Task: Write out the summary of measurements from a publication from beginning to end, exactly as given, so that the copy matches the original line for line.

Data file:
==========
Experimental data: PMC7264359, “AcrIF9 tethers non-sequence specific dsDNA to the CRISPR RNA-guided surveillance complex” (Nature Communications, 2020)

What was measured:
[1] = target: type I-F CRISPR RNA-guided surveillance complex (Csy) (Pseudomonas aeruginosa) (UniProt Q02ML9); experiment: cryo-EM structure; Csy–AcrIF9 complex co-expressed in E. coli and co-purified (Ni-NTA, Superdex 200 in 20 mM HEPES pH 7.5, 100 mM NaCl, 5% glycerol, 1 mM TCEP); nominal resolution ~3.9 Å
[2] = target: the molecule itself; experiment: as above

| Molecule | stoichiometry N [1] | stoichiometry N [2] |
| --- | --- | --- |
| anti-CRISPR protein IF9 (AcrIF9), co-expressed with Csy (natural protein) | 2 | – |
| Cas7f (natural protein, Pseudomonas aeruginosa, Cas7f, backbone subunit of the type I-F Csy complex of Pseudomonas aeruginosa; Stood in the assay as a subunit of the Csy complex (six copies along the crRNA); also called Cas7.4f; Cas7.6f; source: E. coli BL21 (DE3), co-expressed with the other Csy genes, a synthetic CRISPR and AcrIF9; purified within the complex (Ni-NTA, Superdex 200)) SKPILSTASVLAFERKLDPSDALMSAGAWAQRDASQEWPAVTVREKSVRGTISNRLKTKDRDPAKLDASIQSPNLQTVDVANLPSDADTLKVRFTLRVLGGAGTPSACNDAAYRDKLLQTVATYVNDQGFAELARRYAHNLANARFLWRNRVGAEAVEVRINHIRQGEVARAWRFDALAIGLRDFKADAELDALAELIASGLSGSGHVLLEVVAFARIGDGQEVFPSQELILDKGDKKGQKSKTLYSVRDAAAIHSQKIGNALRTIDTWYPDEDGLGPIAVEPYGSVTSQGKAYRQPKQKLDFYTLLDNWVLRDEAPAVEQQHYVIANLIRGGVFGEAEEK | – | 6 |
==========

Experimental data: PMC7264359, “AcrIF9 tethers non-sequence specific dsDNA to the CRISPR RNA-guided surveillance complex” (Nature Communications, 2020)

What was measured:
[1] = target: type I-F CRISPR RNA-guided surveillance complex (Csy) (Pseudomonas aeruginosa) (UniProt Q02ML9); experiment: cryo-EM structure; Csy–AcrIF9 complex co-expressed in E. coli and co-purified (Ni-NTA, Superdex 200 in 20 mM HEPES pH 7.5, 100 mM NaCl, 5% glycerol, 1 mM TCEP); nominal resolution ~3.9 Å
[2] = target: the molecule itself; experiment: as above

| Molecule | stoichiometry N [1] | stoichiometry N [2] |
| --- | --- | --- |
| anti-CRISPR protein IF9 (AcrIF9), co-expressed with Csy (natural protein) | 2 | – |
| Cas7f (natural protein, Pseudomonas aeruginosa, Cas7f, backbone subunit of the type I-F Csy complex of Pseudomonas aeruginosa; Stood in the assay as a subunit of the Csy complex (six copies along the crRNA); also called Cas7.4f; Cas7.6f; source: E. coli BL21 (DE3), co-expressed with the other Csy genes, a synthetic CRISPR and AcrIF9; purified within the complex (Ni-NTA, Superdex 200)) SKPILSTASVLAFERKLDPSDALMSAGAWAQRDASQEWPAVTVREKSVRGTISNRLKTKDRDPAKLDASIQSPNLQTVDVANLPSDADTLKVRFTLRVLGGAGTPSACNDAAYRDKLLQTVATYVNDQGFAELARRYAHNLANARFLWRNRVGAEAVEVRINHIRQGEVARAWRFDALAIGLRDFKADAELDALAELIASGLSGSGHVLLEVVAFARIGDGQEVFPSQELILDKGDKKGQKSKTLYSVRDAAAIHSQKIGNALRTIDTWYPDEDGLGPIAVEPYGSVTSQGKAYRQPKQKLDFYTLLDNWVLRDEAPAVEQQHYVIANLIRGGVFGEAEEK | – | 6 |